I don’t think the government is going over the fiscal cliff. That is, I believe Republicans and President Obama will reach a deal on tax increases and spending cuts that will avert cuts that everyone agrees will harm the economy and undermine national security.
The signal comes in this paragraph in a Washington Post article running today. It notes that in Wednesday’s press conference, Obama said he was sticking with his insistence that the Bush tax rates for the wealthy go up. But what he craftily omitted is by how much they have to go up.
But in a break with the position he took on the campaign trail, Obama said he would not insist on drawing “red lines” around 39.6 percent, the rate in effect for top earners during the Clinton administration. Democrats familiar with White House thinking said Obama is willing to set the top rate somewhat lower — around 37 percent or 38 percent — as long as the overall burden grows for families earning more than $250,000 a year.
That will have to be the locus of a deal. Obama was right about one thing in his press conference – every voter knew what his position was on taxes. In a campaign mostly bereft of ideas, the one Obama was clear about was that he wanted to raise income tax rates on the rich. He cannot possibly back off this demand.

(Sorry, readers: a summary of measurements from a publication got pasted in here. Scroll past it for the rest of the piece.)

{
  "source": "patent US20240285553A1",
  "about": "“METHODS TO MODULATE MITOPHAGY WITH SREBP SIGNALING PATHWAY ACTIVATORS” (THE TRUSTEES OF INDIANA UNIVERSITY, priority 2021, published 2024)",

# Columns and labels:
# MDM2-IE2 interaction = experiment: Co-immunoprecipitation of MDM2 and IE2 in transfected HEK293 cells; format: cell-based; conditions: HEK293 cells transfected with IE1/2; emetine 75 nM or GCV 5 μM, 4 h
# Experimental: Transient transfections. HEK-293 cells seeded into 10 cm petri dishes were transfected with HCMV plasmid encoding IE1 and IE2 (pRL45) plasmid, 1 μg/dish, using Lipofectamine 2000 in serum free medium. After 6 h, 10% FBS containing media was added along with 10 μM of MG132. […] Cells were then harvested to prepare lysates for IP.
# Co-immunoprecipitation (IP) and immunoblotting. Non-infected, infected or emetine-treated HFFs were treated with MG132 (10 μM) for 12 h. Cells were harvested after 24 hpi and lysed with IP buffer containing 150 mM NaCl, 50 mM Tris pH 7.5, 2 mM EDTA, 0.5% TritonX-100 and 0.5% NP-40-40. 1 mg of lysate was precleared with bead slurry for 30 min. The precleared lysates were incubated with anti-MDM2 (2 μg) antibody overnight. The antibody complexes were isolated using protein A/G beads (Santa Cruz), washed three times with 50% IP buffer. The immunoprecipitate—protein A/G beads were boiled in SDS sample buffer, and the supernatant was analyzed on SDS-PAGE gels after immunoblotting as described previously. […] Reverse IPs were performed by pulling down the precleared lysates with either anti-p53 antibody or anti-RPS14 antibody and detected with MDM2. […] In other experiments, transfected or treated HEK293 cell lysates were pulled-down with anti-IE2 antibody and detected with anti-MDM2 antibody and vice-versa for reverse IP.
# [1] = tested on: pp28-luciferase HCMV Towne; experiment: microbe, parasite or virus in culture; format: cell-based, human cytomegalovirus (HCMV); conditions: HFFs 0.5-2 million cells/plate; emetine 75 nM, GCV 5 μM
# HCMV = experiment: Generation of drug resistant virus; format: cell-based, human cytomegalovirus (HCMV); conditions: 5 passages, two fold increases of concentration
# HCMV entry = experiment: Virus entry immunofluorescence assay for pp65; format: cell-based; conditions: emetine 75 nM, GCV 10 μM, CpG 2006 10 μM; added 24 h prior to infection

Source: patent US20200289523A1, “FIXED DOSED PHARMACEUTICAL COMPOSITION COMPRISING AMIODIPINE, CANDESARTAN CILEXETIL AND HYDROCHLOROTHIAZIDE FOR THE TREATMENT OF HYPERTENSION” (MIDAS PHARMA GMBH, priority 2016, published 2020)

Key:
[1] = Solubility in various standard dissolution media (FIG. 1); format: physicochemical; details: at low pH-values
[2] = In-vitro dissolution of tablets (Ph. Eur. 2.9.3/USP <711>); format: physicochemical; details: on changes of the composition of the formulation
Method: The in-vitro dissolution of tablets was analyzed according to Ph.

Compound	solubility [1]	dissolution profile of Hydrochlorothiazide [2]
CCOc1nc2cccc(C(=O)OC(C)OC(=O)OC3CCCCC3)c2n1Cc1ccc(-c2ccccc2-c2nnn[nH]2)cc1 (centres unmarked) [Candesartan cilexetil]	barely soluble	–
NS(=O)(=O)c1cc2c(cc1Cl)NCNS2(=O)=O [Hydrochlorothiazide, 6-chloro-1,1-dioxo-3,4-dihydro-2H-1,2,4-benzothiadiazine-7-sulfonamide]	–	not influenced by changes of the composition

Republicans can claim a victory if they keep him from restoring the old Clinton-era rate.
I’ve seen many of these cliff hangers in my years covering Washington. They always include lots of posturing, grievous handwringing about “How can we possibly let this happen?” and then at the last very moment, a deal.
What’s more, the holidays are coming. Everyone is tired, and everybody wants their holiday. I mean it, these things really matter for lawmakers, and everyone else in Washington. John McCain lamented to me a couple of years ago that protracted budget negotiations had “ruined Christmas.”
I felt the same way, having to cover the damn thing, and I’m Jewish.